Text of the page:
2214. Clarify basic_ios::init call restrictions

Section: 30.5.5.2 [basic.ios.cons] Status: Open Submitter: Andrey Semashev Opened: 2012-11-09 Last modified: 2016-02-10

Priority: 4

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Discussion:

There is an ambiguity in how std::basic_ios::init method (30.5.5.2 [basic.ios.cons]) can be used in the derived class. The Standard only specify the state of the basic_ios object after the call completes. However, in basic_ios default constructor description (30.5.5.2 [basic.ios.cons]) there is this sentence:

Effects: Constructs an object of class basic_ios (30.5.3.7 [ios.base.cons]) leaving its member objects uninitialized. The object shall be initialized by calling basic_ios::init before its first use or before it is destroyed, whichever comes first; otherwise the behavior is undefined.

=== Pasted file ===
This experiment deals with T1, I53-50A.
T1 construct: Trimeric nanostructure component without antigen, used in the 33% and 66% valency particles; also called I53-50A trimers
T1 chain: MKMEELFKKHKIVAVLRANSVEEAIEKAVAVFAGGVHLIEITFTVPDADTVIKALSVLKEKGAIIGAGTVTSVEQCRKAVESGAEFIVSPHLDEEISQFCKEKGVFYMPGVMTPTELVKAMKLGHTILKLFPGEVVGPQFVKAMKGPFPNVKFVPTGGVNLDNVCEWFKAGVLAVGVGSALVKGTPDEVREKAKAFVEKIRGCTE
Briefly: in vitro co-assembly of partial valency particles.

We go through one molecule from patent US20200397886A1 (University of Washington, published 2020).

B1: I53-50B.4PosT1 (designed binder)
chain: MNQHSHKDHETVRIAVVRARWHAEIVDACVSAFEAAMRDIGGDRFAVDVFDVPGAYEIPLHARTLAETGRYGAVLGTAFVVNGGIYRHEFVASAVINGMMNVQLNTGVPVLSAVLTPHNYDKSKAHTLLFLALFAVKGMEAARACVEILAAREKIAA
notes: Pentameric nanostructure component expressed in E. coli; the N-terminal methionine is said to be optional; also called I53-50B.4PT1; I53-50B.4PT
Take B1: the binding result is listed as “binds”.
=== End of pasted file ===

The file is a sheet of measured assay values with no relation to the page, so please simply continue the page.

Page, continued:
This restriction hints that basic_ios::init should be called exactly once before the object can be used or destroyed, because basic_ios::init may not know whether it was called before or not (i.e. whether its members are actually uninitialized or are initialized by the previous call to basic_ios::init). There is no such restriction in the basic_ios::init preconditions so it is not clear whether it is allowed to call basic_ios::init multiple times or not.

This problem has already affected publicly available implementations. For example, Microsoft Visual C++ STL introduces a memory leak if basic_ios::init is called multiple times, while GCC 4.7 and STLPort reinitialize the basic_ios object correctly without memory leak or any other undesired effects. There was a discussion of this issue on Boost developers mailing list, and there is a test case that reproduces the problem. The test case is actually a bug report for my Boost.Log library, which attempts to cache basic_ostream-derived objects internally to avoid expensive construction and destruction. My stream objects allowed resetting the stream buffer pointers the stream is attached to, without requiring to destroy and construct the stream.

My personal view of the problem and proposed resolution follows.